Nationals recognize Honorary Bat Girl Bennett
Breast cancer survivor honored on video board, presents lineup card
WASHINGTON -- When Nell Bennett received her breast cancer diagnosis in August 2011, she didn't dwell on it. Her focus turned immediately to overcoming the challenge.
"I've always been a person that when there's something that comes up and there's nothing you can do about it, you accept it and move forward," Bennett said. "I was never scared, I was never upset. It was just, 'OK, let's just do this.' I felt I could handle this, and I'm glad if God had to give someone breast cancer, I'm glad he gave it to me and not someone who couldn't handle it."
Now cancer-free following a brutal year of chemotherapy, radiation treatments and a double mastectomy, Bennett was recognized on Sunday as the Nationals' Honorary Bat Girl. She is one of 30 contest winners -- one for each team -- who have been affected by breast cancer and demonstrated a commitment to fighting the disease.
As part of the "Going to Bat Against Breast Cancer" initiative celebrated each Mother's Day, Bennett was honored on the video board before the Nationals' series finale against the Cubs. She then took Washington's lineup card to home plate, where she met with the umpiring crew. Acting crew chief Angel Hernandez gave her one of his pink wristbands.
Bennett lives in San Antonio, Texas, but her brother, Tim, lives in Alexandria, Va., and has been coming to Nationals games since the beginning. He was the one who entered her in the contest.
"It's an honor," Nell Bennett said. "I've been here several times, because he's such a big Nationals fan."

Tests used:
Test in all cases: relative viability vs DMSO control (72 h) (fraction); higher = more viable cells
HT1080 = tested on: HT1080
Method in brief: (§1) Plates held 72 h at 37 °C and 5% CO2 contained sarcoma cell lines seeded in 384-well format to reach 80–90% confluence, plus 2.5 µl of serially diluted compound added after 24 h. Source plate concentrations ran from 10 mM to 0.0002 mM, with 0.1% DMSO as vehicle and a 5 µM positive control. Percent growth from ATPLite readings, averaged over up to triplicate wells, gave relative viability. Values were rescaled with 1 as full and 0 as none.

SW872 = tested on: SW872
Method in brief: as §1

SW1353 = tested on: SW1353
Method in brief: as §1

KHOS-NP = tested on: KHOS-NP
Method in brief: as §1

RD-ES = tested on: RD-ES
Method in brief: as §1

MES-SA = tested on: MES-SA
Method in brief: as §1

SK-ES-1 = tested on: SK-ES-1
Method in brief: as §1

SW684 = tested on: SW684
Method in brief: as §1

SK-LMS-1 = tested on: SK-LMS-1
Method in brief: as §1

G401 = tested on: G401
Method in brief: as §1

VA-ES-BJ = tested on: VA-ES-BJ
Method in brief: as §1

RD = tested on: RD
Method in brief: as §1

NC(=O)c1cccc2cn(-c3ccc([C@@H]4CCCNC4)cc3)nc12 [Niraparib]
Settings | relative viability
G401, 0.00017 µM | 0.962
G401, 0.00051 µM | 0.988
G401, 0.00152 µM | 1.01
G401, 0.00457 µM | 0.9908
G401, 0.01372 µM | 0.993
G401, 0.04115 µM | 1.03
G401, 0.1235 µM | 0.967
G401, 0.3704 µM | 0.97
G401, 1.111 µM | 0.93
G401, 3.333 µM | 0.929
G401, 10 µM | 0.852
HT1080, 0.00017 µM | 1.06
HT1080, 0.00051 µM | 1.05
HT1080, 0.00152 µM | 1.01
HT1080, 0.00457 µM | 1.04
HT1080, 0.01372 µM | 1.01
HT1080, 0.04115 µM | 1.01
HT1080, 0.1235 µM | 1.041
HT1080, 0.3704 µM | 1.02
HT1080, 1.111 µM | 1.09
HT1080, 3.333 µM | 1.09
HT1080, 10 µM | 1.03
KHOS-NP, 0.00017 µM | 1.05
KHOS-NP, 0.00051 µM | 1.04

Meeting the umpires held special meaning for Bennett, a longtime fast-pitch softball umpire. Although her knees now prevent her from suiting up, she trains and evaluates NCAA Division I umpires.
Baseball also has been a part of Bennett's life. Her mother, Marion, was a huge fan and also passed along the qualities that allowed Bennett to beat cancer.
"She's the strongest woman I've ever known," Bennett said of her mother, a widow who raised eight children. "She never flinched, never complained. I really drew strength from her."
That toughness made things easier on Bennett's family. Not only was she relentlessly positive, but she would send a long text message every time she went in for treatment, letting everyone know how she was doing.
"It really made a difference," said Tim Bennett, who accompanied his sister to the ballpark on Sunday. "I hate to say it, but I'm glad it happened to her, too, because of all of us, she's the strongest."
Since Bennett finished treatment in November, her oncologist requested that she come in to talk with new patients about what to expect. Some of the same qualities that make a good umpire also make for a good counselor.
"She said she's never had a patient who was so cool, calm and collected about it," Bennett said.